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Version: v4.10.x


Run serverless applications and REST APIs using your existing Fastify application. By default, Fastify will not work on your serverless platform of choice, you will need to make some small changes to fix this. This document contains a small guide for the most popular serverless providers and how to use Fastify with them.

Should you use Fastify in a serverless platform?

That is up to you! Keep in mind that functions as a service should always use small and focused functions, but you can also run an entire web application with them. It is important to remember that the bigger the application the slower the initial boot will be. The best way to run Fastify applications in serverless environments is to use platforms like Google Cloud Run, AWS Fargate, and Azure Container Instances, where the server can handle multiple requests at the same time and make full use of Fastify's features.

One of the best features of using Fastify in serverless applications is the ease of development. In your local environment, you will always run the Fastify application directly without the need for any additional tools, while the same code will be executed in your serverless platform of choice with an additional snippet of code.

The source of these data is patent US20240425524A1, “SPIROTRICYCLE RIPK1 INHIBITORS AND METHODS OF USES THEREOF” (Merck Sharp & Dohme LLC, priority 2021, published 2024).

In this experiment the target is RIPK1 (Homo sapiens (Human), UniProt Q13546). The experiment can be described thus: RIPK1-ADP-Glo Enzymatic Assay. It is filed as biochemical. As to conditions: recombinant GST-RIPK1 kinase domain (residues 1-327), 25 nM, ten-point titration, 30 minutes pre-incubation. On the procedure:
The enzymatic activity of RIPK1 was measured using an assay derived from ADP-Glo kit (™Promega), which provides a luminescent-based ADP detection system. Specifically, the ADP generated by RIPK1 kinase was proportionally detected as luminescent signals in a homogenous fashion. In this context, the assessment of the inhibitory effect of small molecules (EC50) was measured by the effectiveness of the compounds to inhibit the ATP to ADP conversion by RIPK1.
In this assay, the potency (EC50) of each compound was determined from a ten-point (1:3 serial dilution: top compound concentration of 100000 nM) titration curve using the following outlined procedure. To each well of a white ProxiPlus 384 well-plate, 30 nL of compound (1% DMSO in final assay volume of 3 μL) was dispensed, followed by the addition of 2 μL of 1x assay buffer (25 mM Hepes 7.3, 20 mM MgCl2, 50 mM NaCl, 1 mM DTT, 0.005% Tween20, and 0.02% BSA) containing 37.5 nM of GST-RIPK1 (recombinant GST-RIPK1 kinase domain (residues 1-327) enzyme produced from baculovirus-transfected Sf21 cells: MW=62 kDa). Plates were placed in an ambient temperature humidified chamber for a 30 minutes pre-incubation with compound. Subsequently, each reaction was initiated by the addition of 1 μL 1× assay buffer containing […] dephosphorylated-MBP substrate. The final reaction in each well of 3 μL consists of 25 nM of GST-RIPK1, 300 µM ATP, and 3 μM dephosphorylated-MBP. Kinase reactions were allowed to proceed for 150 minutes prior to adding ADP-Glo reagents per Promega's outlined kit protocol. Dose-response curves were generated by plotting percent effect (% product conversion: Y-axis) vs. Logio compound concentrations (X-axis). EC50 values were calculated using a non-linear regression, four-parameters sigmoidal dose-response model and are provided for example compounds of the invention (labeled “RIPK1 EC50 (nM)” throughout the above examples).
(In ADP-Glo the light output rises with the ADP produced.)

To integrate with AWS, you have two choices of library:

  • Using @fastify/aws-lambda which only adds API Gateway support but has heavy optimizations for fastify.
  • Using @h4ad/serverless-adapter which is a little slower as it creates an HTTP request for each AWS event but has support for more AWS services such as: AWS SQS, AWS SNS and others.

So you can decide which option is best for you, but you can test both libraries.

Using @fastify/aws-lambda

The sample provided allows you to easily build serverless web applications/services and RESTful APIs using Fastify on top of AWS Lambda and Amazon API Gateway.


const fastify = require('fastify');

function init() {
const app = fastify();
app.get('/', (request, reply) => reply.send({ hello: 'world' }));
return app;

if (require.main === module) {
// called directly i.e. "node app"
init().listen({ port: 3000 }, (err) => {
if (err) console.error(err);
console.log('server listening on 3000');
} else {
// required as a module => executed on aws lambda
module.exports = init;

When executed in your lambda function we do not need to listen to a specific port, so we just export the wrapper function init in this case. The lambda.js file will use this export.

When you execute your Fastify application like always, i.e. node app.js (the detection for this could be require.main === module), you can normally listen to your port, so you can still run your Fastify function locally.